Wednesday, September 26, 2007

The I Nevers

All mothers joke about the I nevers. "Before I had children, I said that I'd never let them sleep with me!" Every parent I've ever met has an I never, and most have a laundry list of them. I nevers are usually funny - statements from naive young people who quickly abandon such silly mandates when faced with living breathing children. But there are other I nevers too, the ones that we can't quite joke about.

Before parenthood, parenting seems like it is all about the parent. We have our ideals, political and personal. We extrapolate parenting rules from those ideals and create a vision of what parenthood will be. This is an important process, I think, this preliminary definition of ourselves as parents. In many ways, it's the first parenting that we do! We sift and sort, prioritize and dismiss, and decide exactly who we want to be. Then we meet these small people and discover that parenting isn't just about who we want to be. It's also about who our partners want to be. It's also about who these little people are. And the I nevers start dropping like flies.

My list of I nevers is long and mostly forgotten. What's the saying? I was a better parent before I had children, or something similar. Most of my assumptions were just plain wrong and really quite humorous. (Did I really think that my children would be potty trained by age two?) There have been a few compromises, however, that were difficult. Over the past week, I have been wrestling with one of the difficult ones.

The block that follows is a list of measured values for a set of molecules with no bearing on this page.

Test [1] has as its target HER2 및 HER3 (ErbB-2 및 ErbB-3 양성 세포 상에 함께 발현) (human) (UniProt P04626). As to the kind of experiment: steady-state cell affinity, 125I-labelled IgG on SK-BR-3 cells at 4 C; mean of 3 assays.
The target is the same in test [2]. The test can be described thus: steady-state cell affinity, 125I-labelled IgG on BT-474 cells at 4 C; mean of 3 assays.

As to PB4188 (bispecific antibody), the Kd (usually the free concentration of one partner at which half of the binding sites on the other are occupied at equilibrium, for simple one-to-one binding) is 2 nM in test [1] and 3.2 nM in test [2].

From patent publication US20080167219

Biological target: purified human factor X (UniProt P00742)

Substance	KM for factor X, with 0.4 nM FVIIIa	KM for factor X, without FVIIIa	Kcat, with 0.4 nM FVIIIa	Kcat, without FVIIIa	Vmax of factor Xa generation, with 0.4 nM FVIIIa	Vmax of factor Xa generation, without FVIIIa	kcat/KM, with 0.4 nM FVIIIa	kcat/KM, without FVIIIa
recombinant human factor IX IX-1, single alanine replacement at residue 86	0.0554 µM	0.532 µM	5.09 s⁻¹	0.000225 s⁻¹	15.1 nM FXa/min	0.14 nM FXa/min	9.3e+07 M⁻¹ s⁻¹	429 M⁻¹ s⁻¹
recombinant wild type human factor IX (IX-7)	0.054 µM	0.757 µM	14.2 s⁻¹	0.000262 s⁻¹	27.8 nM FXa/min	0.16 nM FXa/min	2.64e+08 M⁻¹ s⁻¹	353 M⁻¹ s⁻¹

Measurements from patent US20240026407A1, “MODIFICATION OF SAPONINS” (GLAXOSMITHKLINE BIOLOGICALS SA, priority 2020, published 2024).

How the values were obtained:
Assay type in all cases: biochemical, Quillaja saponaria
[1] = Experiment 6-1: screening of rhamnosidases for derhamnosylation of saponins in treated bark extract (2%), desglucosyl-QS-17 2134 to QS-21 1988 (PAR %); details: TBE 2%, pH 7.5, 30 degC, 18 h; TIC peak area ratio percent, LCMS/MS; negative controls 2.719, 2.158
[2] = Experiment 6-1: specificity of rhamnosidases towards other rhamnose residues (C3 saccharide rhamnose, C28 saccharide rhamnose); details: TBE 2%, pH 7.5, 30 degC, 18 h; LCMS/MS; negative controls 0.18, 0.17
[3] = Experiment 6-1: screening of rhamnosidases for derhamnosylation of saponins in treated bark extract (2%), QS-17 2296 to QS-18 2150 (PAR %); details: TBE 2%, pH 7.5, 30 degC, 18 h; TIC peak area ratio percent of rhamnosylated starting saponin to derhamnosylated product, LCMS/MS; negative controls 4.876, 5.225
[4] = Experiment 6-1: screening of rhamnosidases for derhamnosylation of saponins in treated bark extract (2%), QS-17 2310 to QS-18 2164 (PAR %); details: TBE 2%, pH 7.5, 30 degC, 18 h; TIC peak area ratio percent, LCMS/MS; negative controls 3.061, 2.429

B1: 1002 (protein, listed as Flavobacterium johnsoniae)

I want my children to learn my values. I want them to be ethical people. I want them to understand that we are all of us God's creations, no matter how different we may seem, and we are all of us worthy of respect and inclusion. I want them to reject hatred and discrimination. I also want them to have an innocent childhood. I want them to make their own choices, make their own mistakes, and live their own lives. I don't want to make my children into my own political statement, my puppets in the larger world. I don't want them to be limited by big topics that they don't, and should not understand at a tender age.

And so I am the mother of a Tiger Scout.


Chelsea said...


Thanks Christy.

Mary Witzl said...

My list of nevers included allowing my kids to wipe their hands on my skirt, letting them eat any foodstuff with dodgy preservatives in it, and putting them in disposable diapers. I did pretty well with the last one, but it took a lot out of me, there being no diaper service in our part of Japan. It is so much better to go into parenting with an open mind!